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Dr Roger Henderson
Reviewed by Roger HendersonReviewed on 29.04.2024 | 5 minutes read

Gastroenteritis is a gut infection that causes abdominal pain, diarrhoea and nausea or vomiting. You might also feel feverish and will almost certainly be off your food. It's very common, with about 20 per cent of people in the UK being affected by it every year although for most people this is mild and self-limiting and does not require medical attention.

Any number of bugs can cause it, but viruses are the most common cause in the UK – rotavirus is a common culprit and outbreaks can occur in schools and workplaces. Bacteria may cause gastroenteritis from contaminated food or water, such as meat that hasn’t been cooked through, for example at barbecues, or rice or salad that has sat out, such as a buffet on a warm day, or drinking from a stream or pond.

Travel to exotic locations or ones without good sanitation may bring you into contact with parasites or bacteria, and these may be responsible for your gastroenteritis.

Most cases will resolve without treatment and by drinking plenty of fluids in order to prevent dehydration. The majority of gastroenteritis cases improve significantly within 72 hours, however sometimes may continue for up to 5-10 days.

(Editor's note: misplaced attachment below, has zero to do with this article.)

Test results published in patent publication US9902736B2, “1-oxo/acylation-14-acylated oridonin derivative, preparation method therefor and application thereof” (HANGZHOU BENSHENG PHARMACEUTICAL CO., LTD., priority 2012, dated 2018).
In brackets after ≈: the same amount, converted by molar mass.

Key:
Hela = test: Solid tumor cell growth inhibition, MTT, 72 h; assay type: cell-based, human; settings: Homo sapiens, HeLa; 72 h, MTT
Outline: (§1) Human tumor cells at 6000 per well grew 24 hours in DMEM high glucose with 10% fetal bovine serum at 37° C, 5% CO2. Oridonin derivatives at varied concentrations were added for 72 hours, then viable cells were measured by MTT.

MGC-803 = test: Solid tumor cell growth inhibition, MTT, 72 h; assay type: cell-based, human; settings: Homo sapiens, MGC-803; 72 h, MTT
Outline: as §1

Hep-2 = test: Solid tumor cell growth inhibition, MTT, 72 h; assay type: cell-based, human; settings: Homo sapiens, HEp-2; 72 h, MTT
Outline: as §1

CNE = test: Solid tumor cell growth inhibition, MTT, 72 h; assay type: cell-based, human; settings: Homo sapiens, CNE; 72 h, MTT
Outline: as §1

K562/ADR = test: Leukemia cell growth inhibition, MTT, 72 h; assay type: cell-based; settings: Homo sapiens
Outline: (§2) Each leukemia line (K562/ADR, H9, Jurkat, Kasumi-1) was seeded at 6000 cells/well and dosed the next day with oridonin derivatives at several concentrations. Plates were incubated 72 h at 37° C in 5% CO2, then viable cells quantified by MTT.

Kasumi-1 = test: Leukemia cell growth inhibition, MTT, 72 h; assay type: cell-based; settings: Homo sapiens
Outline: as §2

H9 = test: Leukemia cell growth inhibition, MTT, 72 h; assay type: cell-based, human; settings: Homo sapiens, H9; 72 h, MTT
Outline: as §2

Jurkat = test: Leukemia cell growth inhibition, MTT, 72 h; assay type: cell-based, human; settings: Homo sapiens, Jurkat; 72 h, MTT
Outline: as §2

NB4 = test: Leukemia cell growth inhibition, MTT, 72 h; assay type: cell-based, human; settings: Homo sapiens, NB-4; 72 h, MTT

The infection – whether  viral or bacterial – irritates the lining of the stomach and gut making the bowel muscles tighten, which in turn triggers vomiting and/or diarrhoea. Depending on the type of bug involved and its severity, symptoms can occur from an hour to several days after getting infected.

What are the symptoms?

The main symptom is usually watery diarrhoea, and you may also feel sick and start vomiting. In some cases of gastroenteritis there may be blood or mucus in the stools. Cramping abdominal pains are usual, and these may come and go, typically being worse before a bowel movement and easing afterwards. There may also be a high temperature, tiredness and muscle aches and pains.

How is it diagnosed?